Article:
Foss received the Pulitzer Prize and became a citizen of the United States in 1942. This, combined with an increase in patriotism from the war effort, was the inspiration for Three American Pieces which was composed in 1945. The work was premiered the same year by violinist Roman Totenberg at Carnegie Hall. Totenberg was born in Poland and had also recently become an American citizen. In 1990 the piece was orchestrated for Itzhak Perlman. Early Song; the first movement, uses a repeated melodious theme representative of American nationalism. This theme gives a feeling of hope for the future and longing for the way things used to be, the early years. The double-stops and changing time signatures are dancelike and give the feeling of moving forward. Fragments of the main theme reappear at the ending of the movement with the last fragment played sul ponticello, meaning over the bridge, to create a metallic sound and a feeling of closure to the movement.
Gwyneth Walker was born in New York City and grew up in the town of New Canaan, Connecticut. She has a B.A, M.M., and D.M.A. in Composition from Brown University and the Hartt School of Music. Walker became a professor at the Oberlin College Conservatory but stepped clown in 1982 to become a full time composer and live on a dairy farm in Vermont. She now lives in her hometown of New Canaan Connecticut and spends much time in Sarasota, Florida and Randolph, Vermont.
The Fantasy Etudes for Violin and Piano is a programmatic work that was composed in 1992. It was premiered in Syracuse, New York in May of that year. These etudes were originally composed for the pianist Margery Connor and Pamela Connor, her 13-year-old violinist daughter. These etudes were composed with the idea that they would be fun for all ages and skill levels. The first movement is called Countdown and acts as an introduction to the set of etudes. Lyric, the second movement, incorporates a melody that is traded off between the violin and piano. At the end of the movement, the violin is given the figure again but it is rhythmically free. The following movement is called Rough Rhythms, which incorporates changing meters of 5/8 and 3/4. Romance is a waltz in the romantic style with many tempo changes. The last movement, Strolling on Fredrick Street, was inspired by Fredrick Street m San Francisco and composed while Gwyneth Walker lived there. This movement has a jazz feel and welcomes the incorporation of slides.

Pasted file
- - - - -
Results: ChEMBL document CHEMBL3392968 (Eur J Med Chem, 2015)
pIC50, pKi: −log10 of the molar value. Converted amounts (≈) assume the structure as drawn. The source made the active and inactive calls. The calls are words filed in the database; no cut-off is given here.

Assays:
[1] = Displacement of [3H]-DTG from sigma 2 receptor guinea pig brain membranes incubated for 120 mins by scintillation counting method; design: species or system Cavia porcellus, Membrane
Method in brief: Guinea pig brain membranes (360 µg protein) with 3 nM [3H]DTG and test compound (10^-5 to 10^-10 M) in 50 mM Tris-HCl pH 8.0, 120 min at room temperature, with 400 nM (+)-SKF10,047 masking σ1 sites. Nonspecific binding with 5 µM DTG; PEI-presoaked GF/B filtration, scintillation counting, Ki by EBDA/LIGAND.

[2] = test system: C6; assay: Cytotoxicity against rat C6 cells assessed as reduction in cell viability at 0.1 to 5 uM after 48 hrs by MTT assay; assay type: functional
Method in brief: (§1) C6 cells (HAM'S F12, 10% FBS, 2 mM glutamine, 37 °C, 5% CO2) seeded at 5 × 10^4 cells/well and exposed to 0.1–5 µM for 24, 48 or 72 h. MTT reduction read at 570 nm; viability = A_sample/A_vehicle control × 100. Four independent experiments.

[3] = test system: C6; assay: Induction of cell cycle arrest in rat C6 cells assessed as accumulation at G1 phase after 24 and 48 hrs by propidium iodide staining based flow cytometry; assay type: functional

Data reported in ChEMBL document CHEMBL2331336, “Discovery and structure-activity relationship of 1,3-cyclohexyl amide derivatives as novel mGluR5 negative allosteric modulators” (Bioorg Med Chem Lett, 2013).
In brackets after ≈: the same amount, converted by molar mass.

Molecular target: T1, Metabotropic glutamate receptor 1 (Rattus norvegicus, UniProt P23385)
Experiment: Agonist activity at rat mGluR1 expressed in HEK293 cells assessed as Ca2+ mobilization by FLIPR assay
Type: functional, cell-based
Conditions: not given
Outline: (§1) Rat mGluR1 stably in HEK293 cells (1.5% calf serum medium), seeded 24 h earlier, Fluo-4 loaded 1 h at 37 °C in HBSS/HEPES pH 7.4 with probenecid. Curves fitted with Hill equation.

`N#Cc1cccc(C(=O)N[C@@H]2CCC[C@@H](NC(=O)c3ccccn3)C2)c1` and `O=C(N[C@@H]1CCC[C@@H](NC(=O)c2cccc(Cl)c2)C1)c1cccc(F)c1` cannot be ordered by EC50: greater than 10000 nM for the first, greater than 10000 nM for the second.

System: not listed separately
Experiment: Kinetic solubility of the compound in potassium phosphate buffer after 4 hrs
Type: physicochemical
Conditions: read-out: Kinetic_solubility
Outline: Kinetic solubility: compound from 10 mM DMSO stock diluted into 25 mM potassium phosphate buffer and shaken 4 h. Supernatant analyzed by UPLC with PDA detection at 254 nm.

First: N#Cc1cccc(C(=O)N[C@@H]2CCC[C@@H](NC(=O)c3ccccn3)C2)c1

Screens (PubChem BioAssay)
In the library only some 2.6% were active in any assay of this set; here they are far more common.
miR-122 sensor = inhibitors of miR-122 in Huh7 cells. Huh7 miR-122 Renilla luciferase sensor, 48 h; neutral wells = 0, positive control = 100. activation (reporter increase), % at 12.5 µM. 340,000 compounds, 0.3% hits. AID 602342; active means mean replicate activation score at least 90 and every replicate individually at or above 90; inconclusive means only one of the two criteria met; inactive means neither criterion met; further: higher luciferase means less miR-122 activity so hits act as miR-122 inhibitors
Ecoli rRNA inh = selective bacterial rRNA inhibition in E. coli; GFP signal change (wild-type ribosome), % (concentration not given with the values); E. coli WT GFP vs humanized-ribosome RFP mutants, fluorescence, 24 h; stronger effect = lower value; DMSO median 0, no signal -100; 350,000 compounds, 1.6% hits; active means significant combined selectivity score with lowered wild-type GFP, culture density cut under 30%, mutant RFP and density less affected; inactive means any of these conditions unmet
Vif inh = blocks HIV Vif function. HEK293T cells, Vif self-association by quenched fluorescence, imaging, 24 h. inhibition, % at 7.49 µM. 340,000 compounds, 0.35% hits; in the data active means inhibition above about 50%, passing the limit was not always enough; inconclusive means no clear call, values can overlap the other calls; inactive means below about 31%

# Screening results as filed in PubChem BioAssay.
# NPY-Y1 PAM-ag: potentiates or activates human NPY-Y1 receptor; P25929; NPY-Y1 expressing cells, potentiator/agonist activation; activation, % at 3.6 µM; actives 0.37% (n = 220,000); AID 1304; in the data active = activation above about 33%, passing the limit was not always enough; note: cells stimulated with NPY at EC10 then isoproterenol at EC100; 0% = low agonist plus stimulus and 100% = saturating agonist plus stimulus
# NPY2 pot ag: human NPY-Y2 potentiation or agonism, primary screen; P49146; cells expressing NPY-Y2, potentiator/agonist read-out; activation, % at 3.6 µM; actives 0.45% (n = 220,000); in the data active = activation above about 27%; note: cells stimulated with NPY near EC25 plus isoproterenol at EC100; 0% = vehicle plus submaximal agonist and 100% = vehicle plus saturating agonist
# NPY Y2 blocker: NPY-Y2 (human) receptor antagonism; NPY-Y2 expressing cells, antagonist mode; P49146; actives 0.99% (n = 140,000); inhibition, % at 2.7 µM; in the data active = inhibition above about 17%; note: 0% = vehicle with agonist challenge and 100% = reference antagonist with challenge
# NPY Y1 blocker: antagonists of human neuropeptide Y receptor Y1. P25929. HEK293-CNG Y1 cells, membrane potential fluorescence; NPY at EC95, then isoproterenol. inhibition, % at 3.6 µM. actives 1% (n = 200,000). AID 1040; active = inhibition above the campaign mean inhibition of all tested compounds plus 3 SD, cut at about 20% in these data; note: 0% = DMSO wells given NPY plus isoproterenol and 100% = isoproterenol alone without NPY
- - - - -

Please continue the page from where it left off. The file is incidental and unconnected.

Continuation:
Jenö Hubay was born in Pest, Hungary and studied violin with his father until he moved to Berlin to study with famous violinist Joseph Joachim. Hubay became a virtuosic traveling musician after moving to Paris. During his time in Paris, he was given the position of Professor of Violin at the renowned Brussels Conservatoire. Hubay eventually moved back to Hungary after 1890 to live his life as a composer and a teacher. Hubay became the Director of Music at the Budapest Academy of Music in 1919 and continued work there until a few years before his death in 1937,
In 1890 Hubay composed Hejre Kati, or "Hello Katie". This work is considered the most popular of the many Csárda that Hubay composed. A Csárda is a traditional Hungarian folk dance. Hejre Kati uses traditional Hungarian folk tunes such as The Yellow Stallion and The love of a Young Baron. This piece was originally intended for Hubay to perform himself, but he eventually orchestrated and dedicated this piece to other violinists. -notes by Molly Page
Smith Recital Hall
recitals, violin and piano music, violin
Arts and Humanities | Fine Arts | Music | Music Performance
Page, Molly, "Marshall University Music Department Presents a Senior Recital, Molly Page, violin" (2014). All Performances. 643.